Passengers will be required to undergo temperature checks and must wear face masks while onboard.

By Cailey Rizzo
May 14, 2020
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Ryanair, one of Europe’s most famous budget airlines, plans to restore 40 percent of its flights by July 1.

Pending rulings from the European Commission, the airline intends to resume summer service to most of its 80 European destinations, the company announced this week.

“Ryanair will work closely with public health authorities to ensure that these flights comply, where possible, with effective measures to limit the spread of COVID-19,” CEO Eddie Wilson said in a statement. “With more than 6 weeks to go to 1st July, Ryanair believes this is the most practical date to resume normal flight schedules, so that we can allow friends and families to reunite, commuters to go back to work, and allow those tourism based economies such as Spain, Portugal, Italy, Greece, France and others, to recover what is left of this year’s tourism season.”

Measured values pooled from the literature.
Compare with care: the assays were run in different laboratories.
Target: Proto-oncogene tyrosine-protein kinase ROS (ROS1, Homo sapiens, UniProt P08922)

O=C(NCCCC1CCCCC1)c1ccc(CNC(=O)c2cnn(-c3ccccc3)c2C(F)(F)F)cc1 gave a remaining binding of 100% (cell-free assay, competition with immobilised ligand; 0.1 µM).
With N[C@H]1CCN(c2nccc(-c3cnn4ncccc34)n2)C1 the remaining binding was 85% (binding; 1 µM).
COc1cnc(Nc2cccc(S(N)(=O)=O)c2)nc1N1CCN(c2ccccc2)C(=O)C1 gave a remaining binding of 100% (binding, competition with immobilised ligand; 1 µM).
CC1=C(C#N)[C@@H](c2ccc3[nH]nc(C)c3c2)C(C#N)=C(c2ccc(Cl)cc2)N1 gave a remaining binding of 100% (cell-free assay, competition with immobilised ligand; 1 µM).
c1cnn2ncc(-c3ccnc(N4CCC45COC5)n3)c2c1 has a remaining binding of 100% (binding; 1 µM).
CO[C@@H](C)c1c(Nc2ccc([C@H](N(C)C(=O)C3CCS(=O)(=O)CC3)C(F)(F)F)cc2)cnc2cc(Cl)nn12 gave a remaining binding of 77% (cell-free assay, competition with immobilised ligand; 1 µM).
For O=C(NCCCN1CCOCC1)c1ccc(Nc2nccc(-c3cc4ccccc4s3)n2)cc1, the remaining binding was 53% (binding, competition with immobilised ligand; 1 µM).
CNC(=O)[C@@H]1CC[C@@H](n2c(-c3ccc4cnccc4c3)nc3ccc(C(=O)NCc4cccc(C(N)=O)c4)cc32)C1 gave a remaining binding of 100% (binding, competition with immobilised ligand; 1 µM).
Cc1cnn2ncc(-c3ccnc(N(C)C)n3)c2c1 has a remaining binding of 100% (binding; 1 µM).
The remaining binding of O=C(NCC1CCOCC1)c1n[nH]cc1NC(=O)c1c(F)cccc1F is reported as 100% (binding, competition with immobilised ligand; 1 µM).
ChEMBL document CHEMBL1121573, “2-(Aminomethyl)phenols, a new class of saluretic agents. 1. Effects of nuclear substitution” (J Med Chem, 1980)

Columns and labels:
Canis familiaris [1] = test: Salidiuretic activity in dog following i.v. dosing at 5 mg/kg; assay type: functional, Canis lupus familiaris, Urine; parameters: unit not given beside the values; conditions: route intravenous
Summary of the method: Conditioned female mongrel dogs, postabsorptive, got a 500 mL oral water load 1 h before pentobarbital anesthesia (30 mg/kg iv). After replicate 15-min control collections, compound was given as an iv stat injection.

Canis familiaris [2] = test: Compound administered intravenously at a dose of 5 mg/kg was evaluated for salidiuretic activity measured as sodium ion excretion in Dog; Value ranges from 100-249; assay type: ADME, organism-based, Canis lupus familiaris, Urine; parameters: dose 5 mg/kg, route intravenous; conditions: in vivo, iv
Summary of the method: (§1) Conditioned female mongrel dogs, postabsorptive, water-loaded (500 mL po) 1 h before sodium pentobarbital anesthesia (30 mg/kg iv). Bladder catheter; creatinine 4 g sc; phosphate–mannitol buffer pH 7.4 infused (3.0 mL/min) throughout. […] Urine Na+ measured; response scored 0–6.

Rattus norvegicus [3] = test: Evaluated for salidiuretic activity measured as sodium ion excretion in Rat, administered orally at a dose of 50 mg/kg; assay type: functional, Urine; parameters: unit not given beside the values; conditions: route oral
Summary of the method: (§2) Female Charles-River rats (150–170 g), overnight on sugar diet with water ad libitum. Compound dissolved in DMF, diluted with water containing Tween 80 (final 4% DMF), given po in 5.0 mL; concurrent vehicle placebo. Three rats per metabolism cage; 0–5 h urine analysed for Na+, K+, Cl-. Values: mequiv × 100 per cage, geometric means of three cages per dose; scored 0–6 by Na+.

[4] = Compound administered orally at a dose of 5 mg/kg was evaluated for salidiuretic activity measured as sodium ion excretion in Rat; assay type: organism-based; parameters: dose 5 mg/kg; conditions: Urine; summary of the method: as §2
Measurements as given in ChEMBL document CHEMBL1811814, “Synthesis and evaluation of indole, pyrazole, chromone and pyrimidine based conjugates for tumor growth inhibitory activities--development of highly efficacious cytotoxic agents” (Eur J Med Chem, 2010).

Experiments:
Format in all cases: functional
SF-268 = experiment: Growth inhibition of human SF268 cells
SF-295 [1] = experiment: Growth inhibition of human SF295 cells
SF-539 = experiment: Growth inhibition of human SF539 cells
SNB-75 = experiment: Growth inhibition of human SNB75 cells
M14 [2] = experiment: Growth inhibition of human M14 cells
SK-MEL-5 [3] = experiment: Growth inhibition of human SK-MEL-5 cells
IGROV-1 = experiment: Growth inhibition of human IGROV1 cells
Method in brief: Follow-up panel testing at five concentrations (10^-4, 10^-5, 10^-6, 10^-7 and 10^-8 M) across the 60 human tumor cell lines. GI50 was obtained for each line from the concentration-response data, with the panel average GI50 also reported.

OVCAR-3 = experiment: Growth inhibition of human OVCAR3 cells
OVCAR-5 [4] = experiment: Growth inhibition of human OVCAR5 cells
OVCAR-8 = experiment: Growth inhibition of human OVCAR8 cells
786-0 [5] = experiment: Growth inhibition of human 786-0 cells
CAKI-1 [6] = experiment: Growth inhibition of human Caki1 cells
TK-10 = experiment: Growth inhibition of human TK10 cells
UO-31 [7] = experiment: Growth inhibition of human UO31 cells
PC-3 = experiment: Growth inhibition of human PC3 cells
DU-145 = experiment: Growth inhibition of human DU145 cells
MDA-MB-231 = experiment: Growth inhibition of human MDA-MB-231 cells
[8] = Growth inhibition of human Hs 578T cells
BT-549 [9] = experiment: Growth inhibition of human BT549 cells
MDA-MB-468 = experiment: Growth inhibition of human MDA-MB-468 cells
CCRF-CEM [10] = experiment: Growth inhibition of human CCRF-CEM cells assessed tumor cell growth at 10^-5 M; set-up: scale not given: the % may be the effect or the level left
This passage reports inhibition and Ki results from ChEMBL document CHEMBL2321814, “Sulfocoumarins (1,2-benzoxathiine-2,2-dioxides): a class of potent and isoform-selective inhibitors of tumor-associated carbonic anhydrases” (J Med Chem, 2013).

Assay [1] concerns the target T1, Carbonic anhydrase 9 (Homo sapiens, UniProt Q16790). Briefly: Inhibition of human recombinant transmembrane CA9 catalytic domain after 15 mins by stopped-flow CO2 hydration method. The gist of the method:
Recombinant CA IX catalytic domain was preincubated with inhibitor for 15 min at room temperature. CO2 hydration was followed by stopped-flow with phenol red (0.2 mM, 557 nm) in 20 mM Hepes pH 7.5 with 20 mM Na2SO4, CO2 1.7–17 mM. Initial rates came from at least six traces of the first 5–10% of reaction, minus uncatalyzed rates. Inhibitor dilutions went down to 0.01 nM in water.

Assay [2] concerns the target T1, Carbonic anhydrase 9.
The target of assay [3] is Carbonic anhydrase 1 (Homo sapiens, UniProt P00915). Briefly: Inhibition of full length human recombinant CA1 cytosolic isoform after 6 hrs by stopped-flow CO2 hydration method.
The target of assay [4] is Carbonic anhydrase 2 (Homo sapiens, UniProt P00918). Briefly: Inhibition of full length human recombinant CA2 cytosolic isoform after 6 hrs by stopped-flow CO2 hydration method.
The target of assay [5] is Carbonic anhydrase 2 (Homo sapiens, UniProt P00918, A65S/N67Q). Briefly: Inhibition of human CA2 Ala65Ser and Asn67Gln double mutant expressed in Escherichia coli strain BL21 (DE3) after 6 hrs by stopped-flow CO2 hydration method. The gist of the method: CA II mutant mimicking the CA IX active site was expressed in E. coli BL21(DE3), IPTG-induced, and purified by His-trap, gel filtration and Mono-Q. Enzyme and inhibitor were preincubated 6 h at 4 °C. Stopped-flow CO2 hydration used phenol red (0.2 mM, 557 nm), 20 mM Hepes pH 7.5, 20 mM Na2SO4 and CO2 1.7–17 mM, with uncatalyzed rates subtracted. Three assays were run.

When flights resume, passengers will be required to undergo temperature checks and must wear face masks while onboard. To reduce crowding in the aisles, waiting in line for the toilet will be prohibited and passengers will have to request toilet access. Cabin crew will also wear face masks and will only perform limited inflight service.

All passengers who fly in July and August will have to complete a survey at check-in time, detailing how long their visit will be, their address while traveling and their contact information.

At the moment, the airline operates only 30 daily flights between Ireland, the UK and Europe. As the airline resumes flights, it will not focus on the frequency of its operations but the number of destinations it can serve.

The European Commission also announced plans this week to begin lifting cross-border travel restrictions. Travelers from outside the continent will not be able to visit until at least June 15 and may be required to undergo a 14-day quarantine after arrival.

France, Italy, Spain have notably started lifting their lockdown restrictions.